Finally, we hit the trail a little after 9am. I was nervous about going off for such a long trip. My family was nervous too. Travelling alone can be very fulfilling but the margins for error are slimmer than travelling with partners. I am used to biking and dayhiking alone, so I am self-sufficient and am good at responding to the inner voice which questions all the choices that need to be made along the way. Still, unexpected injuries and mishaps can happen. There are a few that were on my mind.
Spraining an ankle is my biggest worry. I sprained one of my ankles while trail running a few years ago. I was only a few miles from the road and was able to hobble out. Ten miles of hobbling with a pack would not be fun or desirable. I vowed to be careful.
Blisters are a worry. If you can’t walk or if it is unpleasant to walk, it could ruin a trip. For this trip, I wore low-top hiking shoes which are rugged enough to protect my feet from rocks, but not so stiff that I would be vulnerable to rubbing.
Running out of water or getting sick from water are minor possibilities. The route around Glacier Peak should have tons of water from melting snow and glaciers.
Animal encounters, specifically bear encounters, were definitely possible. However on all my trips in the Cascades, I had never seen a bear in the wild. I carried a bear can for my food which saves the hassle of hanging and protects it from being crushed in my pack, but most hikers in Washington only use them if required by regulation. The area I was visiting has a reputation for bears. It seemed likely I would see one or more on this trip, a prospect that was both exciting and unnerving.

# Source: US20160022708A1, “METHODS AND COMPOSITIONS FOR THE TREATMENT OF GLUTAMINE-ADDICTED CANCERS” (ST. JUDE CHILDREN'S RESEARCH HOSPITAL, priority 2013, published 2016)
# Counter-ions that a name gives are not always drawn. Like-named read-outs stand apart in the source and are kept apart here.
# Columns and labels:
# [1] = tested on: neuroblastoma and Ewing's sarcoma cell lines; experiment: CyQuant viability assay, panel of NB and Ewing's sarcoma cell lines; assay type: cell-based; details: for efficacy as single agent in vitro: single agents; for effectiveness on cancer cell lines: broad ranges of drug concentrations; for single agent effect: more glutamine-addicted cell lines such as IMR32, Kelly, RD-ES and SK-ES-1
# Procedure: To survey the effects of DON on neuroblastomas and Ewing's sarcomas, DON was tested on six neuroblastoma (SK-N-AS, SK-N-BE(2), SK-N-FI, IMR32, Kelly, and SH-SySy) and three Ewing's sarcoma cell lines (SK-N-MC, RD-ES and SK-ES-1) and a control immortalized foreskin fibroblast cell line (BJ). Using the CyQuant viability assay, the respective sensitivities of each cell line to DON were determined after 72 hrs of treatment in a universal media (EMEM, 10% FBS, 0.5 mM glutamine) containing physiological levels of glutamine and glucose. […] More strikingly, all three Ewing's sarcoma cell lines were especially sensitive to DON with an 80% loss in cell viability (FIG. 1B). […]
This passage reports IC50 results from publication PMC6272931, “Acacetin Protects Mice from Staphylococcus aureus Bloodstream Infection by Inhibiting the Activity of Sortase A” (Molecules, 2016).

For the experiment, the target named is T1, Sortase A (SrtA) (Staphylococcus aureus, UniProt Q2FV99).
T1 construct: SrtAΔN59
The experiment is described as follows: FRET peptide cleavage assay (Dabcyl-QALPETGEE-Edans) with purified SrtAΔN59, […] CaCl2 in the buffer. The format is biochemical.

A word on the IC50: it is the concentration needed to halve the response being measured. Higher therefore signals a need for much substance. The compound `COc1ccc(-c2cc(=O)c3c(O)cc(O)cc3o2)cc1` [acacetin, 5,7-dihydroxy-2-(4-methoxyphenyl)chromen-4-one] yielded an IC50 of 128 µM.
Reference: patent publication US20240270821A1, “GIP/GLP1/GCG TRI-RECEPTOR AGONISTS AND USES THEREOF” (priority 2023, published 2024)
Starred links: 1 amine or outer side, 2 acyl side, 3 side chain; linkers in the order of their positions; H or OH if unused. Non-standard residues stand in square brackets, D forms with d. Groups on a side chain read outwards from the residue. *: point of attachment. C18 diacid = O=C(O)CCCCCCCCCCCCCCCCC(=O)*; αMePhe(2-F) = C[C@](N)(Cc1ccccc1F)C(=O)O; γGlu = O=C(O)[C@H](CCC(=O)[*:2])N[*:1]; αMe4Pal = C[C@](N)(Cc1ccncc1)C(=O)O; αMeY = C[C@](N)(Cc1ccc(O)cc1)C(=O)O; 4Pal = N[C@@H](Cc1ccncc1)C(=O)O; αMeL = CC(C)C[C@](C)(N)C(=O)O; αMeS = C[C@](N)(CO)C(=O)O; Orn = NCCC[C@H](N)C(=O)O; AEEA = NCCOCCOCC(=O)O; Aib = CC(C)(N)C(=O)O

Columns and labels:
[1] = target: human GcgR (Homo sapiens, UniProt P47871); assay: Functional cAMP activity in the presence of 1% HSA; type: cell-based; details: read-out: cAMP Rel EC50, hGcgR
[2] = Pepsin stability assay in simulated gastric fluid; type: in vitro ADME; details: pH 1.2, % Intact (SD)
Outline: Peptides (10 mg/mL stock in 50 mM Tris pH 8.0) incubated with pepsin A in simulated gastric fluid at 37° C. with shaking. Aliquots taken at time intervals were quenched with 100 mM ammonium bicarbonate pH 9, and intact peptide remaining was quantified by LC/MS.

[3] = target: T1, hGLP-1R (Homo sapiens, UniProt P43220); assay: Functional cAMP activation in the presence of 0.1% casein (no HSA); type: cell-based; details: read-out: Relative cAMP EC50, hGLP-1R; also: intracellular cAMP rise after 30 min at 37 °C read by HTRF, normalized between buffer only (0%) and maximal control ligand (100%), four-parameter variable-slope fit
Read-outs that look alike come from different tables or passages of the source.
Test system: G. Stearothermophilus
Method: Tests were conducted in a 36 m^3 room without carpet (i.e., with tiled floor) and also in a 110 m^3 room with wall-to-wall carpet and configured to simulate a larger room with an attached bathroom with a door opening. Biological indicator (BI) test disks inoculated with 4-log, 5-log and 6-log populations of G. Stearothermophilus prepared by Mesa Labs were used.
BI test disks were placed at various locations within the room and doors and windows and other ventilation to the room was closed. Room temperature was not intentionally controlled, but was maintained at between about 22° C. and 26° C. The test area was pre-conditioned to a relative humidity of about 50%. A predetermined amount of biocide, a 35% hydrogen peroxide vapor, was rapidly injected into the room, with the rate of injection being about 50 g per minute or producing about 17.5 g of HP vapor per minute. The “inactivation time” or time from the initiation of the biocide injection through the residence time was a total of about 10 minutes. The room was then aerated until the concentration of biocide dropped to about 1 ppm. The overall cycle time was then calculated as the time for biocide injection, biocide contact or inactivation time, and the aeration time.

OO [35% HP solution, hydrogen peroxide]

My family hiked with me for about an hour. The trail started wide and level. It appeared to be a remnant of an old roadbed. It was heavily wooded and starts at a low elevation of about 1000ft. The Suiattle river roared and crashed below and to the right but it was rarely in sight. The trail keeps away from the river, circling around the base of Sulphur Mountain.
We hugged goodbye and for a few minutes I felt a tugging sensation as they walked the opposite direction. Then the elastic snapped and I was on my path and they were on theirs.
It was cool in the shade and the river and streams cooled the air as well, but it was starting to heat up and it would again be a very hot day. I kept a steady pace but tried not to go so fast that I was breathing hard or sweating. I had lunch on a sandbar by the river and sent my first location message with a Spot device I had rented. It is a transponder which can be used to send messages via satellite. It has two weaknesses and proved to be unreliable for giving comfort to my family. I could not get a signal unless I was in an open area. There were also two days when the messages appeared to be sent to the satellite but did not reach the messaging center. I planned to check in 3-4 times per day and when it appeared that I did not, my wife panicked and called the ranger who told her it was best to wait and see if I returned on the scheduled date.